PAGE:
ICY's combat is also reminiscent of gamebook-style conflict resolution. The more party members you have, the greater your overall combat strength. Your party attacks turn-by-turn, hit points and morale fluctuating until all your opponents are dead or have fled. A "Balance" meter in the center of the screen shifts in or out of your party's favor depending on how successful the previous rounds have been for you, offering combat bonuses to the side with the advantage. I recommend investing some points into your Firearms or Bow skill, as enemy combat rounds are often interrupted by the option to take a pot shot at the enemy before he strikes a horrible blow against one of your companions. Once you've won, it's time to do some looting and use your medical kits to patch up injured companions. Each use of a medical kit recovers a number of hit points based on your character's skill level. Your main character's skills are crucial here, since non-player characters cannot use medical kits themselves, nor scrounge or employ any other special skillset. Overall, the game's combat lacks diversity due to its simplistic nature. It doesn't matter if you are facing off against beasts, humans or mutants - the combat unfolds in the same manner and therefore becomes uninteresting and repetitive by the end of the game.
ICY uses an in-game diary to track active quests and archive completed ones. Quests are typically offered by the inhabitants of the game's various towns, who will offer you material rewards such as packages of bullets in exchange for completing them. Some quests are innocuous, asking that you recover artifacts of value or rescue captured civilians from danger. Others are of a more questionable morality, like one when you're asked to assassinate somebody. Quest givers will try to be convincing about the importance of the missions that they offer, but when you dig deeper you'll often find that the morality of their requests is not so black and white. For example, during one seemingly righteous quest where you're asked to retrieve a holy artifact, you might find that you have to act violently towards people who have agreed to stand down from fighting. This moral complexity is welcome, as it makes the player pause and consider the possible implications of his actions further down the road. Unfortunately, there often seems to be little real consequence to any given action.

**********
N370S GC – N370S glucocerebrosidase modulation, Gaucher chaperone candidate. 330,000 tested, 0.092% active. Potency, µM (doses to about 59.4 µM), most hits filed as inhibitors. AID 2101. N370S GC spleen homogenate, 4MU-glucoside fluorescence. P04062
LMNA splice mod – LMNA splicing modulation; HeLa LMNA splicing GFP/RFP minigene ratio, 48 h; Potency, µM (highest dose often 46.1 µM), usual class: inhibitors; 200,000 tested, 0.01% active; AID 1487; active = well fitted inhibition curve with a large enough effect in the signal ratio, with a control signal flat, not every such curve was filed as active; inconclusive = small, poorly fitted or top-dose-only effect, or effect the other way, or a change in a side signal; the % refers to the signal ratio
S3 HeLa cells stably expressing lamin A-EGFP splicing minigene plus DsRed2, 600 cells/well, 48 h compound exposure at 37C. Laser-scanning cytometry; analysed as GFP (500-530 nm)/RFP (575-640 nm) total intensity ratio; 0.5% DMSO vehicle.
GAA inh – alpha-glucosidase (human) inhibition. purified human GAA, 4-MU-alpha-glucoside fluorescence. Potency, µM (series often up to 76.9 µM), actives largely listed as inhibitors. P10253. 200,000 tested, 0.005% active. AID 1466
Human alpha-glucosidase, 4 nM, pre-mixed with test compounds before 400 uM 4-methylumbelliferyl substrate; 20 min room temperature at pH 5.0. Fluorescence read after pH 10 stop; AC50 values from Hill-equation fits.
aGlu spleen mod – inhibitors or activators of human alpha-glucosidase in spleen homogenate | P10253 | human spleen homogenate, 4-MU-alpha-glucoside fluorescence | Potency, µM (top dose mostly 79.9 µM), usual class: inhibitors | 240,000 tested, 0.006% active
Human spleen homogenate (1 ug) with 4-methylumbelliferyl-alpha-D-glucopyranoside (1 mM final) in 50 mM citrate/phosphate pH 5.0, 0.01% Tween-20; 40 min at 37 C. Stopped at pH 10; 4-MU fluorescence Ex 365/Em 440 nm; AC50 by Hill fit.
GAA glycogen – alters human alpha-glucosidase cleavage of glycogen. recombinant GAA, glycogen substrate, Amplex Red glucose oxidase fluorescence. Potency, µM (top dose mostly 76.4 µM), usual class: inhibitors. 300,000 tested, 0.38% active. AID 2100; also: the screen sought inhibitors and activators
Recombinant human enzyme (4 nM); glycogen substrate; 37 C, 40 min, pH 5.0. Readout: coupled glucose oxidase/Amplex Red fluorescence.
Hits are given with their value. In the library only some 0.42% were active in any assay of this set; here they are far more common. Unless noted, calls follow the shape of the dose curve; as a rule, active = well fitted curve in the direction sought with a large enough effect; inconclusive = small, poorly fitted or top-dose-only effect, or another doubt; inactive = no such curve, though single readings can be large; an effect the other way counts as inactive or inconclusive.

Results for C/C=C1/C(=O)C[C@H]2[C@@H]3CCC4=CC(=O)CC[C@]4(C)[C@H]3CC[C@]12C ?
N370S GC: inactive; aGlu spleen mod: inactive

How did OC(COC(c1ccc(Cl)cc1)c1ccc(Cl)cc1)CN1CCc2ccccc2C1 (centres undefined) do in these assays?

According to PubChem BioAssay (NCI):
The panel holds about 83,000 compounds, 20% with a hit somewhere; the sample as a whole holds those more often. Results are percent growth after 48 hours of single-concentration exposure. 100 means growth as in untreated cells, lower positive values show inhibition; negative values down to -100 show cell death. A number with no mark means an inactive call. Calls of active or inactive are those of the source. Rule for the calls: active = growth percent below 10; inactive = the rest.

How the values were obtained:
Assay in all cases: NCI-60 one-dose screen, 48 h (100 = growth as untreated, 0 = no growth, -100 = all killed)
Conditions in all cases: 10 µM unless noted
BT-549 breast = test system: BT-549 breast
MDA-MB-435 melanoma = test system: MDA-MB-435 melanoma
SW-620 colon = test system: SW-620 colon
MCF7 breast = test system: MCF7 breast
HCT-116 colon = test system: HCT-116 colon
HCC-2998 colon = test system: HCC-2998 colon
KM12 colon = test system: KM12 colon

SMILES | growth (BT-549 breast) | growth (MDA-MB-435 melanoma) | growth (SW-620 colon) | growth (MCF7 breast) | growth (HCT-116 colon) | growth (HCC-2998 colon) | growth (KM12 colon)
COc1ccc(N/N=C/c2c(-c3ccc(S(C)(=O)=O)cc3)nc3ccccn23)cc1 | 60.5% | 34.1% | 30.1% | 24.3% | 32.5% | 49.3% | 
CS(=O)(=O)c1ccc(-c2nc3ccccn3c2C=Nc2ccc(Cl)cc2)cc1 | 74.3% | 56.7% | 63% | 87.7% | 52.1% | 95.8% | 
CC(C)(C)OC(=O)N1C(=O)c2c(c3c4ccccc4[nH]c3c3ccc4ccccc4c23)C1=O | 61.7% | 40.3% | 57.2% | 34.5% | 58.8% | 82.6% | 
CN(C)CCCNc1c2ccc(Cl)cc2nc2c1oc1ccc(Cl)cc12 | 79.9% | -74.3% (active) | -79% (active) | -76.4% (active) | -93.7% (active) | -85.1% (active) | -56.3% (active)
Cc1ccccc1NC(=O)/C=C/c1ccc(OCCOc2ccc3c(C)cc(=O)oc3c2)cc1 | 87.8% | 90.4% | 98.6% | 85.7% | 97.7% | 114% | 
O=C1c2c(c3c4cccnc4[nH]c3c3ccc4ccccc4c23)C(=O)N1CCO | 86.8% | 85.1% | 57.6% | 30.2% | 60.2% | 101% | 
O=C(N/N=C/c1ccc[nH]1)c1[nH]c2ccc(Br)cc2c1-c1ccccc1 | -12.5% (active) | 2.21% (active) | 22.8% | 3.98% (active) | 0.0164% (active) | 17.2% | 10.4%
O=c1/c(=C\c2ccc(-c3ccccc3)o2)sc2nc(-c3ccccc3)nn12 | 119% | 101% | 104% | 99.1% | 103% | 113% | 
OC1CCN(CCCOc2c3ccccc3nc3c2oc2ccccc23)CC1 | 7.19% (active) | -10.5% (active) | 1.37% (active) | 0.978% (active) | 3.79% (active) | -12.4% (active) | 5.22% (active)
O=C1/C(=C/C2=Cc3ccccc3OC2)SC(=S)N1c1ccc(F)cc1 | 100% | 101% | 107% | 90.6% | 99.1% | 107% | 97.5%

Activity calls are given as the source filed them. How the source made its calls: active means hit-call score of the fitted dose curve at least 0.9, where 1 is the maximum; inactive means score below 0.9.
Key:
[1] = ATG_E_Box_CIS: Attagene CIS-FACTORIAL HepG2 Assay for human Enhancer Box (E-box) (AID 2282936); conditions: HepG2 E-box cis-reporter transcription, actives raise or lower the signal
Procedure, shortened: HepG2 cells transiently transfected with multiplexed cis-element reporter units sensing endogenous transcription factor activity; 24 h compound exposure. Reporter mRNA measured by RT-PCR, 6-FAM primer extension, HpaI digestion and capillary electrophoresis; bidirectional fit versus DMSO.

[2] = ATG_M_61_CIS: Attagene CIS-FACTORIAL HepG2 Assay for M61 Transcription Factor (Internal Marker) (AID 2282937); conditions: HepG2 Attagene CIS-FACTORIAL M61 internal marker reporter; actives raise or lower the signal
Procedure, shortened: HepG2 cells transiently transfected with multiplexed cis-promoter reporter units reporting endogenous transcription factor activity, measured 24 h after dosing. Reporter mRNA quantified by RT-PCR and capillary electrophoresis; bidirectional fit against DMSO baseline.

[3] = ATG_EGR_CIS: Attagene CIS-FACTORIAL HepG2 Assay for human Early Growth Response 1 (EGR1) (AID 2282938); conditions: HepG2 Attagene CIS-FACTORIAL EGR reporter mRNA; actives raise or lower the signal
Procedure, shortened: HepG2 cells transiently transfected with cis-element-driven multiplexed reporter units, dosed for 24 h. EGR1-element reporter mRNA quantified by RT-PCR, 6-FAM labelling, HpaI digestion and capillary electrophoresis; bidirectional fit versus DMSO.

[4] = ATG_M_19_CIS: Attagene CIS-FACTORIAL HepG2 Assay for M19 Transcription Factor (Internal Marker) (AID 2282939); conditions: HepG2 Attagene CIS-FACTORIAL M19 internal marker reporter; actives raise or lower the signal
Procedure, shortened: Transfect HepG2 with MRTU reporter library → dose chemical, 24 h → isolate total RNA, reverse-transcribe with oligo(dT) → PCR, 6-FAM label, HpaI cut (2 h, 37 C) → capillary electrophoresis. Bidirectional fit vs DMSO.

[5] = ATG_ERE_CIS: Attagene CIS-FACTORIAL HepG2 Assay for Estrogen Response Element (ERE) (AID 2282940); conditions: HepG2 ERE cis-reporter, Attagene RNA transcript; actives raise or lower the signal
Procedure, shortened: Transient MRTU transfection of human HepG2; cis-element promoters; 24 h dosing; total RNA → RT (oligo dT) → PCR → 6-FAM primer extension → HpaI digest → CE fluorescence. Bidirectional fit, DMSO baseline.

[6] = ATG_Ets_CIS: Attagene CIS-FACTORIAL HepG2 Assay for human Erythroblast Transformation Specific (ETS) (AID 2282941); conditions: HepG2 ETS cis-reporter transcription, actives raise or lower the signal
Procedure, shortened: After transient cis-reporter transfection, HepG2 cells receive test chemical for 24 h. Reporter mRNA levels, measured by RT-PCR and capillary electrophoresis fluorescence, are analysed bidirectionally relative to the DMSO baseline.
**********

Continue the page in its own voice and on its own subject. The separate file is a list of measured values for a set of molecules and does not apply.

Indeed, the game runs into problems when you realize that the choices you make are often cosmetic. For example, there's one point where you encounter a man of African descent who is being victimized by a pack of violent racists, who seems to be forced upon you as a party member regardless of some of the more negative options that are available. This moment also seems strangely out of place, since there's no backstory explaining what happened to non-European minorities after the apocalyptic disaster to make such racism believable. Was there some kind of Cleve-ian race war where all minorities were hunted down?